How to Ask If I Would Like Your Help

After 23 years with these hands and arms, I have developed creative ways around obstacles. And yet, there are some obstacles I need help getting around. For example, I have trouble opening any type of bottle. I struggle when I’m cutting my own food. I cannot open a bag of chips unless I use my mouth. Like anyone with a disabling disease/syndrome, I need some help. However, I hate drawing attention to the fact that I need help. When I need help with simple tasks, I feel discouraged because my hands can’t do what I want them to do.

If you notice that I might need help, just ask! Here are some ways you can offer assistance and encourage me at the same time:

1. If you think I’m struggling with a task, try to relate to my struggle. You could relate to my struggle by saying something like, “I have a really tough time with [insert struggle here], too.” If you can’t relate to my particular struggle, you could tell me what task you sometimes struggle with. As you converse with me about what’s difficult for you, you’ll encourage me to remember that we all need help from time to time!

2. After you try to relate to my struggle, ask, “Would you like some help with that?” When you ask if I would like your help, you’re discretely offering assistance. I can then converse with you about whether or not I am able to get around the obstacle on my own. Sometimes I may look like I need help when I can actually complete the task on my own.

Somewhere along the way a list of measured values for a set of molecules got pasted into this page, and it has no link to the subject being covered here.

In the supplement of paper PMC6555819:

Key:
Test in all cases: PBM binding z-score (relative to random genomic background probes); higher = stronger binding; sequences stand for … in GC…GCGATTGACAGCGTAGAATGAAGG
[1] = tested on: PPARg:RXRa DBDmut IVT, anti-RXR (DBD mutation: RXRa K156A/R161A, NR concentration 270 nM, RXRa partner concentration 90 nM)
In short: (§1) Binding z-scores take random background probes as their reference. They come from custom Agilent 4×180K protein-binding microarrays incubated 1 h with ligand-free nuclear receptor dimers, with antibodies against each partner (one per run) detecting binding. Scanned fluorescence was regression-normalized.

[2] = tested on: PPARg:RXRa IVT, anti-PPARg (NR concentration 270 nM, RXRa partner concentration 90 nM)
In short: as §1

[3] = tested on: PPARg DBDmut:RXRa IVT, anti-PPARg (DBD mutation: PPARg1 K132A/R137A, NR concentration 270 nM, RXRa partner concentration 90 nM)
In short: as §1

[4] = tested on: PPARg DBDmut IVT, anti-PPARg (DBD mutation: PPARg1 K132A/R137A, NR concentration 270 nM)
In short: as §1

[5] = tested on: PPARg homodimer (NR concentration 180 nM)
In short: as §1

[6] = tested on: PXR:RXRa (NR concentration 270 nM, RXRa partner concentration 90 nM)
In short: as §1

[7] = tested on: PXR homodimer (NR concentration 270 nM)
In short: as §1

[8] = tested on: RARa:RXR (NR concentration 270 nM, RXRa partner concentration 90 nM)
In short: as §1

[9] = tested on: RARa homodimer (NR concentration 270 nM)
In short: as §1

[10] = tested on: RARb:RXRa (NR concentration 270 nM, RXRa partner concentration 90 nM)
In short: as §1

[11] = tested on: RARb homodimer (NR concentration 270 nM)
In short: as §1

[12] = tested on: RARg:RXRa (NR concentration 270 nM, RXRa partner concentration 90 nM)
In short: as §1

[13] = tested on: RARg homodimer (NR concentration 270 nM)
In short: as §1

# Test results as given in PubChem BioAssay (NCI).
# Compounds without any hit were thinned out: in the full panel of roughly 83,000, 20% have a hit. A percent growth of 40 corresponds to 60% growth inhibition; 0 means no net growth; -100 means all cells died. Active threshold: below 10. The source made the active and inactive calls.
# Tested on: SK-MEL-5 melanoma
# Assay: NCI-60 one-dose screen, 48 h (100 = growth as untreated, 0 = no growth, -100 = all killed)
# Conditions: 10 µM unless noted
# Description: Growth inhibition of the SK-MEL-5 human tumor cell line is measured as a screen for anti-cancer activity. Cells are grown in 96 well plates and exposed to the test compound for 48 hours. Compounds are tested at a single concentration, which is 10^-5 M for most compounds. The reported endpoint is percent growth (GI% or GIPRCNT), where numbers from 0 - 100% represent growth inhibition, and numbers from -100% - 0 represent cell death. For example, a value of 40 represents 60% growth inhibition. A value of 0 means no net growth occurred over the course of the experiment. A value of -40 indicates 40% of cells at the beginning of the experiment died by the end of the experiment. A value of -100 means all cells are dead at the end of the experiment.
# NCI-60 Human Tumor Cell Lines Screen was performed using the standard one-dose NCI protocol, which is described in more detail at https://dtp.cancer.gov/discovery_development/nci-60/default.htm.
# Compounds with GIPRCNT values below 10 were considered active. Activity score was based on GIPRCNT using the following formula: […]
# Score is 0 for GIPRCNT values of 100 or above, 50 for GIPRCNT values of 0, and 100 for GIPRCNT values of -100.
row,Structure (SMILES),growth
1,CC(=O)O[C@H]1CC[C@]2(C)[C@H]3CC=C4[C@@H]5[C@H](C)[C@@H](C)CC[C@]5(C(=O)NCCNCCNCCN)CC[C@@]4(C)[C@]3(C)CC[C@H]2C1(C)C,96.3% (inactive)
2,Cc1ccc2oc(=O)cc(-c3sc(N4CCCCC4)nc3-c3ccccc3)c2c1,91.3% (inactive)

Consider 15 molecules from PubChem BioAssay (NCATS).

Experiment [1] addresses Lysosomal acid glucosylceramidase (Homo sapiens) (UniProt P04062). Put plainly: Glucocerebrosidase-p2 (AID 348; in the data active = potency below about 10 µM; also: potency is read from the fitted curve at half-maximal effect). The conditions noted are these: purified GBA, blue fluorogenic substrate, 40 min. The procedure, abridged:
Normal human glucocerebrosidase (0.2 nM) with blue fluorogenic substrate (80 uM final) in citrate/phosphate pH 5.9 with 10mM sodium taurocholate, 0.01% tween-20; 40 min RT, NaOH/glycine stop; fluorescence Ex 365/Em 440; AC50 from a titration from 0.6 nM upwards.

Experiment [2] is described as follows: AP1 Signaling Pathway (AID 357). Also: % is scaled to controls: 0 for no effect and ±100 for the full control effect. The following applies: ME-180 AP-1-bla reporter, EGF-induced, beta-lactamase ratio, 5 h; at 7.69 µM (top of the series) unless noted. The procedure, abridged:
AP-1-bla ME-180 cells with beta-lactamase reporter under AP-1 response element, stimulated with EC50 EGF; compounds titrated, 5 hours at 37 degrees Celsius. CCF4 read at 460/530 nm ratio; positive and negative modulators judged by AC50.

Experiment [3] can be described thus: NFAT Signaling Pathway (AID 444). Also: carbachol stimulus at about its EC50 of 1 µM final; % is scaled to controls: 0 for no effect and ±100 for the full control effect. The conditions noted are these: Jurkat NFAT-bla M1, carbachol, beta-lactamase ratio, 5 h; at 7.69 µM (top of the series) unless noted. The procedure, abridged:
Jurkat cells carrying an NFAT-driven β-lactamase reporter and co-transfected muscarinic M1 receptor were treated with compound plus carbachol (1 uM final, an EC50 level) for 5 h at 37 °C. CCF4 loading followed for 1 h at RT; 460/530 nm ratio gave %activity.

3. Even if your assistance is initially rejected, be willing to ask again if the person keeps struggling. I tend to struggle with a task for a few minutes before I accept help. My stubbornness is my best and worst quality.

4. Be willing to help someone with a disease/disability try to figure out a way around the obstacle. If they have the will to perform a task, try to help them find a way. I can tie my shoes, put my hair in a ponytail, write, and perform other difficult tasks because my parents encouraged me to find ways around the obstacles.

Each person with a disability or disabling syndrome will face distinct obstacles. You can’t always anticipate what someone might struggle with. If someone seems to be struggling, bravely offer your assistance. Speak kindly. Be an encourager.

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